February 25, 2007

A Solo Visit to "Journey's End"

You can usually set your watch by my husband and so it surprised us both when a dismayed K said he’d forgotten we were supposed to see a show when I called him from outside the Belasco Theater just five minutes before curtain time. So I went alone into the trenches with the boys and men of Journey’s End. They made excellent company. Especially Boyd Gaines in a devastating performance as the oldest of the officers waiting for a battle to begin in British playwright R.C. Sherriff’s landmark WWI drama. Journey’s End, originally produced as a staged reading in 1928, is famous for having been the first play to accurately portray the frontline horrors of the so-called Great War that claimed some 10 million lives. And also for the fact that an unknown 21 year-old actor named Laurence Olivier starred in a staged reading as the brigade’s young commander, the role now played by Hugh Dancy, an equally dashing British actor who has made his mark, until now, in period TV and film pieces. When a production to commemorate the 75th anniversary of the play's official 1929 opening debuted to great acclaim in London three years ago, it was seen as a comment on Britain’s involvement in the Iraq war. And for weeks now, papers and blogs here have been buzzing about the antiwar implications of the recast New York production that opened on Thursday night.

But I didn’t know any of that when the curtain went up. I try to avoid reading too much about shows before I see them. It’s not that I don't appreciate background information but I’ve been burned too many times by writers who quote too many of the good lines or give away the plot twists, leaving me when I finally see the show with a ho-hum feeling of deja vu instead of the thrilling sense of discovery. And this show is worth discovering on your own. It is an old fashioned play and it’s talky and it’s sometimes difficult to see what is going on because the lighting so well mimics the candlelit dugouts in which the real soldiers lived. The woman on my left sighed loudly and frequently during the first act. And during intermission, I heard a woman behind me grumbling to her companion about not being able to see all of the expressions on the actors’ faces. But when the final curtain fell, I heard both women quietly sobbing.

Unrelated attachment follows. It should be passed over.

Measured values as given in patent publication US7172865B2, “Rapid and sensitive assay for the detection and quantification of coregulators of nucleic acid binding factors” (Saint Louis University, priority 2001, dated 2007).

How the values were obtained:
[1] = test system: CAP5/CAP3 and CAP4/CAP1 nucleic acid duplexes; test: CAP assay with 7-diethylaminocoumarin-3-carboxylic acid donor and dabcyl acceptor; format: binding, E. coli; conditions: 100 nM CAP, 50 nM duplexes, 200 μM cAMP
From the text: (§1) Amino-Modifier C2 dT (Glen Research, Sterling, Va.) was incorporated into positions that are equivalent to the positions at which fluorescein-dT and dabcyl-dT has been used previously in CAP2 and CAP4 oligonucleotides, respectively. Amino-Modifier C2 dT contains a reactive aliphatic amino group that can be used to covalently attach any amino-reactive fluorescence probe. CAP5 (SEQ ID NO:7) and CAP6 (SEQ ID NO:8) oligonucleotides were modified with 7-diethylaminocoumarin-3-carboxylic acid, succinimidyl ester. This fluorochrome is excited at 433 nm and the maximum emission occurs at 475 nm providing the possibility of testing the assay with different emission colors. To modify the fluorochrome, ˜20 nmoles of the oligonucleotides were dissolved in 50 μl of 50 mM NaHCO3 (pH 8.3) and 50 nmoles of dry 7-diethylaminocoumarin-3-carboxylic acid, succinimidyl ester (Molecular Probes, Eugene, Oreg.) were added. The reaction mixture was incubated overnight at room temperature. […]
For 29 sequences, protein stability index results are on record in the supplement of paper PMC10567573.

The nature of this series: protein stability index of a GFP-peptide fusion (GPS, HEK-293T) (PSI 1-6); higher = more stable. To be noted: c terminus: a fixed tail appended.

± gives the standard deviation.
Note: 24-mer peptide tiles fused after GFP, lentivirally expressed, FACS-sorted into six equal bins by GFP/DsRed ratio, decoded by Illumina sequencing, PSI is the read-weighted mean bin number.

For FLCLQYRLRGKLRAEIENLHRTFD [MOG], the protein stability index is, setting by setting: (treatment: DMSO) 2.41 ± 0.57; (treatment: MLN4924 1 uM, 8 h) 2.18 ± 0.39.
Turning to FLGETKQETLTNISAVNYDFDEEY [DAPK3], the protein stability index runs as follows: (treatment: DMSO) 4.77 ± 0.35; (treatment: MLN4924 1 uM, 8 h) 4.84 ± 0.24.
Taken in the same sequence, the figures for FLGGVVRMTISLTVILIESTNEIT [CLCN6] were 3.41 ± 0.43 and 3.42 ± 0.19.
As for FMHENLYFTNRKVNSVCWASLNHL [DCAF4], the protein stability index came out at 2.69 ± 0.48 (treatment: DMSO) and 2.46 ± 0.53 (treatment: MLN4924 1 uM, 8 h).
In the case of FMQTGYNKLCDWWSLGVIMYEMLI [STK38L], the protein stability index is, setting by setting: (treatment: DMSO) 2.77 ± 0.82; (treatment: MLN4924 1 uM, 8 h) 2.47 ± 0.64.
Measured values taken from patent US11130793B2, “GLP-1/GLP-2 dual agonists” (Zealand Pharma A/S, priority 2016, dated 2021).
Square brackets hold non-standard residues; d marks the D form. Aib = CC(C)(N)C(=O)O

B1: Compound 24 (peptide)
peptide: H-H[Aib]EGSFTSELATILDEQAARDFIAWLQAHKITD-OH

I was moved too. On the subway ride home, I read director David Grindley’s notes in the Playbill. And later, I went through the clips I regularly put aside for reading after I’ve seen a show and found a terrific piece from the Feb. 11 issue of the New York Times about the history of the play and its place in the literature of war drama from Henry V to Catch 22. Both added insights to my experience of the play but I’m still glad that I got to go through the war on my own, accompanied only by the brave and brilliant men on stage at Journey’s End.

February 23, 2007

A Bullseye for "Slings and Arrows"

My friend Bill is always on the lookout for great theater stuff. Of any ilk. Two years ago, he emailed me about a TV show that he said I had to watch. The show is Slings and Arrows, a Canadian-made series about the travails of a fictional Shakespearean theater festival that airs on the Sundance Channel. One of the show’s creators is Bob Martin, who also co-created and stars as Man in the Chair in the surprise hit musical The Drowsy Chaperone. Martin, it was recently announced, is leaving the Broadway production to do Chaperone on London’s West End starting in May; John Glover will fill his slippers and chair on Broadway. Like his Man in the Chair alter ego, Martin is clearly a guy who is mad about theater. Slings is filled with all the usual suspects—the temperamental stars, the ambitious ingénues, the priggish business manager, the mad genius director—but it is also filled with knowing wit and genuine affection for theater and its people and for what it takes to make their magic happen. I watched it. I enjoyed it. But when Bill emailed me last year to alert me that the second season was beginning, I told him I just didn’t have time to keep up with it.

Then last week, I saw a blurb about the premiere episode of Season 3 and, on a whim, I set our Tivo to record it. I watched it today and I’m going to make sure that I find the time to keep up with the other five episodes in the series. That’s partly because I’m so amused by the fact that the show’s New Burbage Theater is putting on King Lear this season at the same time that The Public Theater is preparing to open its much anticipated production starring Kevin Kline, directed by James Lapine and featuring music by Stephen Sondheim. I can’t wait to compare the two. But I’ll also be watching Slings because the silent final scene of its first episode is a powerful testament to how the most talented people often do suffer the slings and arrows of the fortunes that come their way. I’ve not only set up the Tivo to record the entire new season, I've now also ordered the one I skipped from Amazon.com.

February 18, 2007

Personal "Follies"